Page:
Preventative Maintenance Series #2: Blood Pressure

Hemp oil and cannabidiol (CBD) products have the potential to aid the body in preventative maintenance as pets experience the natural aging process. As our beloved pets get older, they are more prone to increased blood pressure due to the aging process (Acierno et al., 2018). Hemp products and CBD have been gaining interest for their cardiovascular medicinal benefits after positive results from preclinical studies (Jadoon et al., 2017). Hypertension in dogs and cats can be caused by a myriad of reasons including environmental or situational stress, created as a secondary response from a separate condition, or as a primary diagnosis unrelated to any other health issues (Acierno et al., 2018). Stress on the body throughout the aging process can cause blood pressure to increase slowly and CBD may decrease resting blood pressure when responding to environmental changes (Jadoon et al., 2017). This is detrimental for animals as they adapt to going to the bathroom and enjoying the outdoors year sound. CBD can be supplemented into an animal’s diet in the form of liquid droplets mixed in the food or a hemp seed meal protein hydrolysate (HMH) supplement can be added in as well as a preventative maintenance tool for pets.

Hemp Seed Meal Protein Hydrolysate

Hemp seed meal protein hydrolysate as a supplement added to a pets diet may be used as a preventative maintenance tool for high blood pressure (Girgih et al., 2014). High blood pressure can be a diagnosis and hemp may be utilized as a treatment option or it can be taken as a preventive measure (Girgih et al., 2014). These results were proven in a rat study where hypertensive rats were given HMH that was broken down in the stomach and converted to hemp seed meal protein hydrolysate (Girgih et al., 2014). On average, HMH lowered systolic blood pressure to 120 mmHg compared to the control of 158 mmHg (Girgih et al., 2014). Administering HMH also demonstrated a decrease in plasma angiotensin-converting enzyme (ACE) activity from (0.047-0.059 U/mL) compared to (0.123 U/mL) levels that were measured in the control group (Girgih et al., 2014). Plasma renin bodily measurements also decreased from (0.151 μg/mL) compared to (0.040-0.054 μg/mL) when fed HMH compared to the control whose HMH supplement was replaced with casein for this specific study (Girgih et al., 2014). If hypertension goes untreated for lengthened periods of time, it may cause target-organ damage to the kidney and eye leading to the progression of chronic kidney disease, choroidopathy and retinopathy (Acierno et al., 2018).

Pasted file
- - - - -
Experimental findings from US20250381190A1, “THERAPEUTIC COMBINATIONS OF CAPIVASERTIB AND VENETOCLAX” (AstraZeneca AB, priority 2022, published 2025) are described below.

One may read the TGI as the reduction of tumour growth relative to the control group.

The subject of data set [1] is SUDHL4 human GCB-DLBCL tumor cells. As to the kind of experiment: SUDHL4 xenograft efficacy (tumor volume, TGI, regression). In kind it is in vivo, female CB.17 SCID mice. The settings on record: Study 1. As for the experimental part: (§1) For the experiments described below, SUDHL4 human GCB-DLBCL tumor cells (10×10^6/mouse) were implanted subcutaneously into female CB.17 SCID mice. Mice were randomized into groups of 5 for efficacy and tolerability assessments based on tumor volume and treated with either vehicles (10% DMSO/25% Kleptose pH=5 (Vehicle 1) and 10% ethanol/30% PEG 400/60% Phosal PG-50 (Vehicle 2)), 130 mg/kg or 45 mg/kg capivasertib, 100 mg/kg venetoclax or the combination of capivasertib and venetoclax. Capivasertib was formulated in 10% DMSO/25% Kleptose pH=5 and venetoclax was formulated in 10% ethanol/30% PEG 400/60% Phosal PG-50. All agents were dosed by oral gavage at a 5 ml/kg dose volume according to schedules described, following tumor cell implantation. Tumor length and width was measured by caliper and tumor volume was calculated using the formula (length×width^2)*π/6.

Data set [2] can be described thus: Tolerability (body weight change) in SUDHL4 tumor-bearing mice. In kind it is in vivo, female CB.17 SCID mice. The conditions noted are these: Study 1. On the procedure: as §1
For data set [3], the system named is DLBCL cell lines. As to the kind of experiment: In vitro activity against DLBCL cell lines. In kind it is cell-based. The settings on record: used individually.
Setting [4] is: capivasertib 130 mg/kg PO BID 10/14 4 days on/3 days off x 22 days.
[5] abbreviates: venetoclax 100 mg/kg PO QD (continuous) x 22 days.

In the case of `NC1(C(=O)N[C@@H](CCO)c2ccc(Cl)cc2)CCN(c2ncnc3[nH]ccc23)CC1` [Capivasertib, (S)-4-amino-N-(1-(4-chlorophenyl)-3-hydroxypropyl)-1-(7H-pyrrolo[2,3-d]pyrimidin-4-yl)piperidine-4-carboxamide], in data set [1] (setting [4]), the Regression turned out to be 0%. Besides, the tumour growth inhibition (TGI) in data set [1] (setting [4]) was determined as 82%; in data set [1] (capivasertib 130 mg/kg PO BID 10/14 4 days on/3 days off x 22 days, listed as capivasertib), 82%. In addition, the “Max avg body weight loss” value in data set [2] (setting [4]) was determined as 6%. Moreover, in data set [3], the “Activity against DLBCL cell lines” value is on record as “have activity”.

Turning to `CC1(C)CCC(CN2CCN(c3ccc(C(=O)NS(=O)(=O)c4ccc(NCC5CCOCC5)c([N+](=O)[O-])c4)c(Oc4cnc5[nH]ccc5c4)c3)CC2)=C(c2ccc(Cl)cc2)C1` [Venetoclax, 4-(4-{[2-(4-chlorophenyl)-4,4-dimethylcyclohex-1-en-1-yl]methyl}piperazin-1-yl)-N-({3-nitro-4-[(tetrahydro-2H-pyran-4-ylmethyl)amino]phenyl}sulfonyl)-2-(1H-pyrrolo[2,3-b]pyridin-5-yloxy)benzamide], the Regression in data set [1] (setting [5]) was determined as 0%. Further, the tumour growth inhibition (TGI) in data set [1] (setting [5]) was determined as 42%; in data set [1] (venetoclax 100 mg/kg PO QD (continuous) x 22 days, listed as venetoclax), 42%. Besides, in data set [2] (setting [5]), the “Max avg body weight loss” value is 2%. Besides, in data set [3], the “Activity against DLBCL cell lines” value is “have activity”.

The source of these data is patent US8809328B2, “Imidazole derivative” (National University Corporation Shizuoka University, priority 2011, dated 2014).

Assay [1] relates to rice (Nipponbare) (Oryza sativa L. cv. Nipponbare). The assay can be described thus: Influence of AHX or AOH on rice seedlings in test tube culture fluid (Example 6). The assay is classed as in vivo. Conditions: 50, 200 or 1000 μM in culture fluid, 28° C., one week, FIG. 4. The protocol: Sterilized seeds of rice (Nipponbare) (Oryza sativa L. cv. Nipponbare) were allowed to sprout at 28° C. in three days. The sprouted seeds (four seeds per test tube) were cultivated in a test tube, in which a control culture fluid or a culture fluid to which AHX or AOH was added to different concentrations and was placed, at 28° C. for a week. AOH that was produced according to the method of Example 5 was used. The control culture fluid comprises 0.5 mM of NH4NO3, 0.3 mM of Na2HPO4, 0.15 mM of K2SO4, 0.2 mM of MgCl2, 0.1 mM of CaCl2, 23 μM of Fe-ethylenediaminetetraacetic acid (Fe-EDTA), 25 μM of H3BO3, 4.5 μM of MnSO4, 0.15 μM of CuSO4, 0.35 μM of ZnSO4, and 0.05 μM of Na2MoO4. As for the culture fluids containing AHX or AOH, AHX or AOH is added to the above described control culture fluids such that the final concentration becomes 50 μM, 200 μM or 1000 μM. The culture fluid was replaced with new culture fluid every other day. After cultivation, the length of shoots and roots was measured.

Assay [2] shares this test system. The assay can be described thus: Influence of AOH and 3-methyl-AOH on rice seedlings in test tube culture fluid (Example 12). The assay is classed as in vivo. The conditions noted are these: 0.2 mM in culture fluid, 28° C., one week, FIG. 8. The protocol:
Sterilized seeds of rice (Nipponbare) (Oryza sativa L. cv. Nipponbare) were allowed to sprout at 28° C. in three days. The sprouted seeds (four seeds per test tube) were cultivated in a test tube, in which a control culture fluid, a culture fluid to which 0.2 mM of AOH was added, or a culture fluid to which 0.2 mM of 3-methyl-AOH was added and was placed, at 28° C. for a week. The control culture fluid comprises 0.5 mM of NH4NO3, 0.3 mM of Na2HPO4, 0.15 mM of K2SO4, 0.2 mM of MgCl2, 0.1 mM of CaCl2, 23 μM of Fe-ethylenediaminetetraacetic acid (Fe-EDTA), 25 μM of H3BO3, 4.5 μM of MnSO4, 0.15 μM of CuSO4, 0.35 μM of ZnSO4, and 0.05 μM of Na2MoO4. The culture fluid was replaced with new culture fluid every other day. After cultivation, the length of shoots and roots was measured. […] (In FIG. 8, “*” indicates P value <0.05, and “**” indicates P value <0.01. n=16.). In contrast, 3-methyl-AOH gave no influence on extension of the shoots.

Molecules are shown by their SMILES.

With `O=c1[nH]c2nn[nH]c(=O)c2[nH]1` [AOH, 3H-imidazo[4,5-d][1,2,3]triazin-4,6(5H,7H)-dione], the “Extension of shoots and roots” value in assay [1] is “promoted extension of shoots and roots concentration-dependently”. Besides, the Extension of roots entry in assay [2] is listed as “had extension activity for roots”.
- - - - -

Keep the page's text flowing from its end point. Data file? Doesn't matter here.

Hypertension in Dogs and Cats Classified Based on the Risk of Target-Organ Damage (TOD)

Normotensive (minimal TOD risk)SBP <140 mm Hg
Prehypertensive (low TOD risk)SBP 140‐159 mm Hg
Hypertensive (moderate TOD risk)SBP 160‐179 mm Hg
Severely hypertensive (high TOD risk)SBP ≥180 mm Hg

(Data taken from “ACVIM consensus statement: Guidelines for the identification, evaluation, and management of systemic hypertension in dogs and cats” by Acierno et al.)